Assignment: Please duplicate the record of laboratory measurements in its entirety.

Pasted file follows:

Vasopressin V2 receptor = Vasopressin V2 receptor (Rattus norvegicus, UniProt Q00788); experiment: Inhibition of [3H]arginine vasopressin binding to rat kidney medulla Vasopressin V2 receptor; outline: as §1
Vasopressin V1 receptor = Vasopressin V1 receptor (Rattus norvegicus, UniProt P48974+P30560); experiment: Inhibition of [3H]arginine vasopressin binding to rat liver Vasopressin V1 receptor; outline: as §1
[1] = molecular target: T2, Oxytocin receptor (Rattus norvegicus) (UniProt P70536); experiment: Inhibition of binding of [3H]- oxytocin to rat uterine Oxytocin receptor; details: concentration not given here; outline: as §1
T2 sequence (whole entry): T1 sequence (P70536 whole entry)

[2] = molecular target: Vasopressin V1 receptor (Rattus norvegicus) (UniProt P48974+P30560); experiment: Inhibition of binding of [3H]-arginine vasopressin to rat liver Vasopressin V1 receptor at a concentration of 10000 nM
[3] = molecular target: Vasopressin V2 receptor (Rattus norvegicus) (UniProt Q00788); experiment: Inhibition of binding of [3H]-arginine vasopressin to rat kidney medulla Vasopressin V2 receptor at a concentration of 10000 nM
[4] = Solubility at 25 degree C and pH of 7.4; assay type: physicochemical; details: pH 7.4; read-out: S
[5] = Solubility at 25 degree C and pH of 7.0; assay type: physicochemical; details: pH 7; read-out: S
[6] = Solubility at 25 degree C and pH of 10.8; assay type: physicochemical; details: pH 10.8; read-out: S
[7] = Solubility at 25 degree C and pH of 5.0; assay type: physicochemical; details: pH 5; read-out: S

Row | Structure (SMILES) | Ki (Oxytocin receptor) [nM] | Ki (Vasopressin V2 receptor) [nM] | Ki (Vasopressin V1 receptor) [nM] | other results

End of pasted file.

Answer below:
Vasopressin V2 receptor = Vasopressin V2 receptor (Rattus norvegicus, UniProt Q00788); experiment: Inhibition of [3H]arginine vasopressin binding to rat kidney medulla Vasopressin V2 receptor; outline: as §1
Vasopressin V1 receptor = Vasopressin V1 receptor (Rattus norvegicus, UniProt P48974+P30560); experiment: Inhibition of [3H]arginine vasopressin binding to rat liver Vasopressin V1 receptor; outline: as §1
[1] = molecular target: T2, Oxytocin receptor (Rattus norvegicus) (UniProt P70536); experiment: Inhibition of binding of [3H]- oxytocin to rat uterine Oxytocin receptor; details: concentration not given here; outline: as §1
T2 sequence (whole entry): T1 sequence (P70536 whole entry)

[2] = molecular target: Vasopressin V1 receptor (Rattus norvegicus) (UniProt P48974+P30560); experiment: Inhibition of binding of [3H]-arginine vasopressin to rat liver Vasopressin V1 receptor at a concentration of 10000 nM
[3] = molecular target: Vasopressin V2 receptor (Rattus norvegicus) (UniProt Q00788); experiment: Inhibition of binding of [3H]-arginine vasopressin to rat kidney medulla Vasopressin V2 receptor at a concentration of 10000 nM
[4] = Solubility at 25 degree C and pH of 7.4; assay type: physicochemical; details: pH 7.4; read-out: S
[5] = Solubility at 25 degree C and pH of 7.0; assay type: physicochemical; details: pH 7; read-out: S
[6] = Solubility at 25 degree C and pH of 10.8; assay type: physicochemical; details: pH 10.8; read-out: S
[7] = Solubility at 25 degree C and pH of 5.0; assay type: physicochemical; details: pH 5; read-out: S

Row | Structure (SMILES) | Ki (Oxytocin receptor) [nM] | Ki (Vasopressin V2 receptor) [nM] | Ki (Vasopressin V1 receptor) [nM] | other results